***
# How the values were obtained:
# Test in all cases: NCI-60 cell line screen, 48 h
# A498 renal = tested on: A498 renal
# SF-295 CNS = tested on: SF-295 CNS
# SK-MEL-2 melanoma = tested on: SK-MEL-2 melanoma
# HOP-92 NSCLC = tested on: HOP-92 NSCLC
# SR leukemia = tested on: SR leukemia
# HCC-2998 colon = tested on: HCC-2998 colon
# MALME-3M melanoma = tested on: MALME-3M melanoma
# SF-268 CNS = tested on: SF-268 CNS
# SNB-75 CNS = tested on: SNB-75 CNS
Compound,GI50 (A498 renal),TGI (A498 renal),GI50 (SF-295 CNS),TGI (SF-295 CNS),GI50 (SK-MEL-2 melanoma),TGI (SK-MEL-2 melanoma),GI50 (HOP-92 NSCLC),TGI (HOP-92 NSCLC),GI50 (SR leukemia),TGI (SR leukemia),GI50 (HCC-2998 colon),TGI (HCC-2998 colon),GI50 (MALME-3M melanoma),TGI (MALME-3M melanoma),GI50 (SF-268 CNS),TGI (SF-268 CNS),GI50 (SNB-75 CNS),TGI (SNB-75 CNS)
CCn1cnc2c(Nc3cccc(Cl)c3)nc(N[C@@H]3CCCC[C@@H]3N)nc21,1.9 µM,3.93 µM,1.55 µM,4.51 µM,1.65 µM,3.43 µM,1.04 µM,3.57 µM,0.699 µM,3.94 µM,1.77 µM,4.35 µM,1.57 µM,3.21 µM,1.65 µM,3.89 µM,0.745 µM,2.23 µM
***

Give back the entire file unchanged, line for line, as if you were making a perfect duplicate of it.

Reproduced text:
# How the values were obtained:
# Test in all cases: NCI-60 cell line screen, 48 h
# A498 renal = tested on: A498 renal
# SF-295 CNS = tested on: SF-295 CNS
# SK-MEL-2 melanoma = tested on: SK-MEL-2 melanoma
# HOP-92 NSCLC = tested on: HOP-92 NSCLC
# SR leukemia = tested on: SR leukemia
# HCC-2998 colon = tested on: HCC-2998 colon
# MALME-3M melanoma = tested on: MALME-3M melanoma
# SF-268 CNS = tested on: SF-268 CNS
# SNB-75 CNS = tested on: SNB-75 CNS
Compound,GI50 (A498 renal),TGI (A498 renal),GI50 (SF-295 CNS),TGI (SF-295 CNS),GI50 (SK-MEL-2 melanoma),TGI (SK-MEL-2 melanoma),GI50 (HOP-92 NSCLC),TGI (HOP-92 NSCLC),GI50 (SR leukemia),TGI (SR leukemia),GI50 (HCC-2998 colon),TGI (HCC-2998 colon),GI50 (MALME-3M melanoma),TGI (MALME-3M melanoma),GI50 (SF-268 CNS),TGI (SF-268 CNS),GI50 (SNB-75 CNS),TGI (SNB-75 CNS)
CCn1cnc2c(Nc3cccc(Cl)c3)nc(N[C@@H]3CCCC[C@@H]3N)nc21,1.9 µM,3.93 µM,1.55 µM,4.51 µM,1.65 µM,3.43 µM,1.04 µM,3.57 µM,0.699 µM,3.94 µM,1.77 µM,4.35 µM,1.57 µM,3.21 µM,1.65 µM,3.89 µM,0.745 µM,2.23 µM